The enamel finish does not interact with food and requires no seasoning. Saucepans and casseroles coated with enamel can be used both on the stove and in the oven making it extremely versatile. The cast-iron woks, cast iron grills, and frying pans facilitate virtually fat-free cooking and are excellent for low-fat healthy cooking, something we all need today. Cast iron enamel cookware comes in a wide range of decor colors from kiwi to pink.

Things to consider when buying CastIron Cookware:

To care for castiron cookware, run hot water over stuck-on food to help loosen and remove. If you scrub it remember you will remove your layer of seasoning. After your cast iron pot has been washed it should be dried thoroughly. To prevent the pan from rusting, rid it of any excess moisture by setting it on the stove over low heat until all moisture has evaporated and coat with oil before storing. If you storing it for a long time, you can place it in a plastic bag and seal it to help prevent rusting.

One recommendation for cleaning stains is to use salt. Just rub the salt around your skillet and let it sit for a few hours. the salt will absorb the stain and clean your pan.

 

Castiron cookware has to be washed by hand with soap and water. So before this, obviously you have to let it cool down. Never cool down your cast iron cookware by running tap water over it; it will break! Always wash your cast iron cookware with hot water. And you can’t let it soak in soapy water either. Some people clean cast iron cookware by just wiping it off, but it’s better to wash it with soap so that you don’t get rancid food oils on your pan.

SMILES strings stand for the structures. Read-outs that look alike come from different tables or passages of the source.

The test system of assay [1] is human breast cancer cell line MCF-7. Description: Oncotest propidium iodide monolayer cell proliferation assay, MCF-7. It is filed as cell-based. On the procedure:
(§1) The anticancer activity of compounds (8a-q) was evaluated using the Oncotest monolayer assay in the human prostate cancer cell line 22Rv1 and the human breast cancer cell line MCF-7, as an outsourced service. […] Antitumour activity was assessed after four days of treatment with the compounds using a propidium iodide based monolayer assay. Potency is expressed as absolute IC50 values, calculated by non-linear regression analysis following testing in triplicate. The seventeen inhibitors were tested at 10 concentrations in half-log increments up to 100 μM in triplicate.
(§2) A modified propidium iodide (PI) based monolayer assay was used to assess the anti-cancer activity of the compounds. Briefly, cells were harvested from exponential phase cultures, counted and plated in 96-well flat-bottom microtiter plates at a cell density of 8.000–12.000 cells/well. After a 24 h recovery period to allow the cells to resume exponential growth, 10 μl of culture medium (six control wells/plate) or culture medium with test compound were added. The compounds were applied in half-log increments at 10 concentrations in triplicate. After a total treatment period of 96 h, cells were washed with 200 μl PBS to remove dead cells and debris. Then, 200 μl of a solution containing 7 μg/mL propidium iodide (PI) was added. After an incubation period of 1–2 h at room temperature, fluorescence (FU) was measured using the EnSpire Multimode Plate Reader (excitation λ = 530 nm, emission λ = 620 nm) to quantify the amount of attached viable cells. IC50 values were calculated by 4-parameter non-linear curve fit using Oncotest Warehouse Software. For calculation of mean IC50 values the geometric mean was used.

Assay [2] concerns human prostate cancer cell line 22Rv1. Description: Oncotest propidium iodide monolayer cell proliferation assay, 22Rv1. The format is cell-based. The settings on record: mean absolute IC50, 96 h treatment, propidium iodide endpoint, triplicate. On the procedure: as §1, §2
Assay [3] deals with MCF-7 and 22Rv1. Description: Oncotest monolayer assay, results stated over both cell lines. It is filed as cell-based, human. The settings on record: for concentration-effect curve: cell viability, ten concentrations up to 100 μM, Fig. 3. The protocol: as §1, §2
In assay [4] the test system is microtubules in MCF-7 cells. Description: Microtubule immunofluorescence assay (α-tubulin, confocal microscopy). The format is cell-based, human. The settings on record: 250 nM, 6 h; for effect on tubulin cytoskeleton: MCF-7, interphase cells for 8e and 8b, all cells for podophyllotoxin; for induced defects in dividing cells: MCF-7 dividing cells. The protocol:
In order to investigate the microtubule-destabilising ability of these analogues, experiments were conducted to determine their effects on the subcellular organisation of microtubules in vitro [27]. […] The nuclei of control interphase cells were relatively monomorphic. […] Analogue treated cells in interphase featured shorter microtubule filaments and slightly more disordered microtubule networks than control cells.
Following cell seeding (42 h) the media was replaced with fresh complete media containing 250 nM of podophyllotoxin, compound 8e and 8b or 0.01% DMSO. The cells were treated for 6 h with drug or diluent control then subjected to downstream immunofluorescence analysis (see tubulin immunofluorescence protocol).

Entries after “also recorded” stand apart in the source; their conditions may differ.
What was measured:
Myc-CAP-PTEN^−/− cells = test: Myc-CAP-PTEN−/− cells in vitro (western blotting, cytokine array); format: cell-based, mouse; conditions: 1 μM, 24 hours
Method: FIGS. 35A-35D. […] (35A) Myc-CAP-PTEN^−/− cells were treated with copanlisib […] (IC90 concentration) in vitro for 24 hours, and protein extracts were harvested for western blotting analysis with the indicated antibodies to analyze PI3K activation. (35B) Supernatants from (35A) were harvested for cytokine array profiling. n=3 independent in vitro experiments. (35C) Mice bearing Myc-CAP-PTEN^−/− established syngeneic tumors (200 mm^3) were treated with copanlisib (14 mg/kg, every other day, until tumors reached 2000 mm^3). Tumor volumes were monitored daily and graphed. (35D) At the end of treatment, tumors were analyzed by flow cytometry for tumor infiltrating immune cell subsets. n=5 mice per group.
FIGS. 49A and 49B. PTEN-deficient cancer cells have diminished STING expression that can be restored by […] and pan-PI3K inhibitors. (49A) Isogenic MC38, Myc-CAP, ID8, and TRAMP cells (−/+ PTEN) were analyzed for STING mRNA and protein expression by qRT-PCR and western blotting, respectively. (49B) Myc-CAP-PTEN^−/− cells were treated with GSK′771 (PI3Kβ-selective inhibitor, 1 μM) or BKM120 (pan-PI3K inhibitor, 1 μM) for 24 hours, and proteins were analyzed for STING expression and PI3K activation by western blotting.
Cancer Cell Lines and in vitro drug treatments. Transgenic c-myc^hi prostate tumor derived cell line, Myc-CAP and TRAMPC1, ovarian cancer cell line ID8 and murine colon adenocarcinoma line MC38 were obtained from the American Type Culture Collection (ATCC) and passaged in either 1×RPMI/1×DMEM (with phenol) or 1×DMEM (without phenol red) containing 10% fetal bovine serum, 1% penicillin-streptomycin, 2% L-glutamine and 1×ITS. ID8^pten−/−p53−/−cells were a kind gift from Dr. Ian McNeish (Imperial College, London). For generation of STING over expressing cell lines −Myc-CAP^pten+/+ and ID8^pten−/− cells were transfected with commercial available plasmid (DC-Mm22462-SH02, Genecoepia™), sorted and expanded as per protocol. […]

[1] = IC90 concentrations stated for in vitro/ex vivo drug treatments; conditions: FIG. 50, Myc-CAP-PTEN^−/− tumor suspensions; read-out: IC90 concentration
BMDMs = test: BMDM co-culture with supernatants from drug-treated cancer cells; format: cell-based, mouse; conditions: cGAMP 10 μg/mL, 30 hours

The two caveats here are that the iron cookware cannot be allowed to rust and that it is prone to cracking from thermal shock. That means that you cannot put a hot piece of cast iron into cold water and also that you cannot put a cold piece of cast iron on a red hot eye. You have to warm your iron up before cranking the heat all the way up.

Be aware that using soapy water to wash will strip the seasoning from your castiron cookware. There are many family traditions and legends about the best way to season cast iron cookware.

Cast iron cookware sets are one of the best choices for cooking. It conducts heat evenly and has no hot spots. When properly cared for, it is nearly non-stick cookware. Since we need iron in our diets, the small amount of iron that leaches into food is actually a benefit. Due to the thickness, it heats up more slowly than other types of cookware. It is also extremely heavy, which can be a drawback for people with hand or wrist problems.

Many people swear that food tests better cooked in castiron cookware than any substitute. Cast iron cooking is not held to just one group, either. Some of the dishes that are most commonly pointed to as being best out of cast iron include everything from Cajun seafood to Mexican style fajitas to any type of breakfast food. Even cornbread!

When cooking breakfast, country cooks can use a cast iron grill press to present their guests with flat bacon slices that are truly delicious and top the meal off with a stack of pancakes that are fresh off a cast iron griddle.

It is easy to learn to use castiron cookware, just heat your pan in your preheating oven while you are preparing to start your dinner. One of the most popular methods of checking to know if the pan is ready is to drop a few drops of water on the pan. If the drops sizzle, then the pan is ready. If it evaporates instantly, then you need to cool the pan down a little.

Remember your mittens though, the whole cast iron pot and handle gets very hot and can cause a really bad burn.

While the maintenance of castiron cookware may seem like a lot, it is actually easy, and the high quality of food, affordability of pans, that are durable and won’t scratch or warp and, make it a tough choice to beat. Especially since with proper care your cast iron cookware sets will last for generations, a claim no other pan can make.